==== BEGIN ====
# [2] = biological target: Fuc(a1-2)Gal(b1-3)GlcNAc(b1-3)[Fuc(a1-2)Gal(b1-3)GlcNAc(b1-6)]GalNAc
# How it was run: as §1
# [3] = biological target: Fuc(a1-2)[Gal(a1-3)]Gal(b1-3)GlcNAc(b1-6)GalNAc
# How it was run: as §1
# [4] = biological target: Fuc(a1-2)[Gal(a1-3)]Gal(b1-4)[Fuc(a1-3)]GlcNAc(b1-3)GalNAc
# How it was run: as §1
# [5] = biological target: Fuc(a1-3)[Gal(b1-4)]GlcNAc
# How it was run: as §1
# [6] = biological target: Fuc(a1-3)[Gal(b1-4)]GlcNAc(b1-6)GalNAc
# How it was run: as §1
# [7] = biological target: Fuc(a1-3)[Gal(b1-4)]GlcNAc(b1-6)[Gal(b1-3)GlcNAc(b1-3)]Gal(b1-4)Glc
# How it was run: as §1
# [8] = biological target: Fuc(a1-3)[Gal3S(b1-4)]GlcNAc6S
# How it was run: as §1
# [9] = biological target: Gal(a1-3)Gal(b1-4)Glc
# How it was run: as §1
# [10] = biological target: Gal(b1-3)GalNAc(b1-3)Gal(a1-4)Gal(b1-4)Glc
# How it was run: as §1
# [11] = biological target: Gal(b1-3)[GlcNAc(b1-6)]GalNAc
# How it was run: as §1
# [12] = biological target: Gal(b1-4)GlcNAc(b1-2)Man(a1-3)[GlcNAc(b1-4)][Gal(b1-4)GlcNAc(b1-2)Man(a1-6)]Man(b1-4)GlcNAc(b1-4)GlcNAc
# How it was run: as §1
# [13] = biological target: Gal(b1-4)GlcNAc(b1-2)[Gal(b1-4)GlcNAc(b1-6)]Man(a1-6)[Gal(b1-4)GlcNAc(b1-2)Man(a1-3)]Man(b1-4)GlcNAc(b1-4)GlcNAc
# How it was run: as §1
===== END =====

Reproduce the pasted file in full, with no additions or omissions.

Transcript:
# [2] = biological target: Fuc(a1-2)Gal(b1-3)GlcNAc(b1-3)[Fuc(a1-2)Gal(b1-3)GlcNAc(b1-6)]GalNAc
# How it was run: as §1
# [3] = biological target: Fuc(a1-2)[Gal(a1-3)]Gal(b1-3)GlcNAc(b1-6)GalNAc
# How it was run: as §1
# [4] = biological target: Fuc(a1-2)[Gal(a1-3)]Gal(b1-4)[Fuc(a1-3)]GlcNAc(b1-3)GalNAc
# How it was run: as §1
# [5] = biological target: Fuc(a1-3)[Gal(b1-4)]GlcNAc
# How it was run: as §1
# [6] = biological target: Fuc(a1-3)[Gal(b1-4)]GlcNAc(b1-6)GalNAc
# How it was run: as §1
# [7] = biological target: Fuc(a1-3)[Gal(b1-4)]GlcNAc(b1-6)[Gal(b1-3)GlcNAc(b1-3)]Gal(b1-4)Glc
# How it was run: as §1
# [8] = biological target: Fuc(a1-3)[Gal3S(b1-4)]GlcNAc6S
# How it was run: as §1
# [9] = biological target: Gal(a1-3)Gal(b1-4)Glc
# How it was run: as §1
# [10] = biological target: Gal(b1-3)GalNAc(b1-3)Gal(a1-4)Gal(b1-4)Glc
# How it was run: as §1
# [11] = biological target: Gal(b1-3)[GlcNAc(b1-6)]GalNAc
# How it was run: as §1
# [12] = biological target: Gal(b1-4)GlcNAc(b1-2)Man(a1-3)[GlcNAc(b1-4)][Gal(b1-4)GlcNAc(b1-2)Man(a1-6)]Man(b1-4)GlcNAc(b1-4)GlcNAc
# How it was run: as §1
# [13] = biological target: Gal(b1-4)GlcNAc(b1-2)[Gal(b1-4)GlcNAc(b1-6)]Man(a1-6)[Gal(b1-4)GlcNAc(b1-2)Man(a1-3)]Man(b1-4)GlcNAc(b1-4)GlcNAc
# How it was run: as §1